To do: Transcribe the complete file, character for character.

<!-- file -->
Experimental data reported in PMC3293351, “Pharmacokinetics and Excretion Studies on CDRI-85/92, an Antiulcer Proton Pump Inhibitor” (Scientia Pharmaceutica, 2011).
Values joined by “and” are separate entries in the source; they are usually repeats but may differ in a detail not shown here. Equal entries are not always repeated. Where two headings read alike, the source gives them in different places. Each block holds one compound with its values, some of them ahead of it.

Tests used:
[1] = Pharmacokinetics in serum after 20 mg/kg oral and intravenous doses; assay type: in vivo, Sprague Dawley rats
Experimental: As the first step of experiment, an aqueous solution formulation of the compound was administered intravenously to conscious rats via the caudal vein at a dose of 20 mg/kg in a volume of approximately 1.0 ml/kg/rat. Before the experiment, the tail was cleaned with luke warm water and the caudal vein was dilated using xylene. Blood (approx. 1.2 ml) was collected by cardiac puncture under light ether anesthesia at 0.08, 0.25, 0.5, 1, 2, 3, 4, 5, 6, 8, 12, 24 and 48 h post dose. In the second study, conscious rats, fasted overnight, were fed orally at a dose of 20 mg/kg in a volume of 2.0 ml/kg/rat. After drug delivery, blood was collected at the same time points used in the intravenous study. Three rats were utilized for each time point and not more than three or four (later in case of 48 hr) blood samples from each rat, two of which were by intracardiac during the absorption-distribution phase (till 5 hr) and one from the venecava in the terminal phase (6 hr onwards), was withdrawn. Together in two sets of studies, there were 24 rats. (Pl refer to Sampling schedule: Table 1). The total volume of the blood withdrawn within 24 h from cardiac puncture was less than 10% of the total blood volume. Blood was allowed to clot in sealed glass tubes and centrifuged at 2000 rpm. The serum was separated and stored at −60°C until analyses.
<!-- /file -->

Experimental data reported in PMC3293351, “Pharmacokinetics and Excretion Studies on CDRI-85/92, an Antiulcer Proton Pump Inhibitor” (Scientia Pharmaceutica, 2011).
Values joined by “and” are separate entries in the source; they are usually repeats but may differ in a detail not shown here. Equal entries are not always repeated. Where two headings read alike, the source gives them in different places. Each block holds one compound with its values, some of them ahead of it.

Tests used:
[1] = Pharmacokinetics in serum after 20 mg/kg oral and intravenous doses; assay type: in vivo, Sprague Dawley rats
Experimental: As the first step of experiment, an aqueous solution formulation of the compound was administered intravenously to conscious rats via the caudal vein at a dose of 20 mg/kg in a volume of approximately 1.0 ml/kg/rat. Before the experiment, the tail was cleaned with luke warm water and the caudal vein was dilated using xylene. Blood (approx. 1.2 ml) was collected by cardiac puncture under light ether anesthesia at 0.08, 0.25, 0.5, 1, 2, 3, 4, 5, 6, 8, 12, 24 and 48 h post dose. In the second study, conscious rats, fasted overnight, were fed orally at a dose of 20 mg/kg in a volume of 2.0 ml/kg/rat. After drug delivery, blood was collected at the same time points used in the intravenous study. Three rats were utilized for each time point and not more than three or four (later in case of 48 hr) blood samples from each rat, two of which were by intracardiac during the absorption-distribution phase (till 5 hr) and one from the venecava in the terminal phase (6 hr onwards), was withdrawn. Together in two sets of studies, there were 24 rats. (Pl refer to Sampling schedule: Table 1). The total volume of the blood withdrawn within 24 h from cardiac puncture was less than 10% of the total blood volume. Blood was allowed to clot in sealed glass tubes and centrifuged at 2000 rpm. The serum was separated and stored at −60°C until analyses.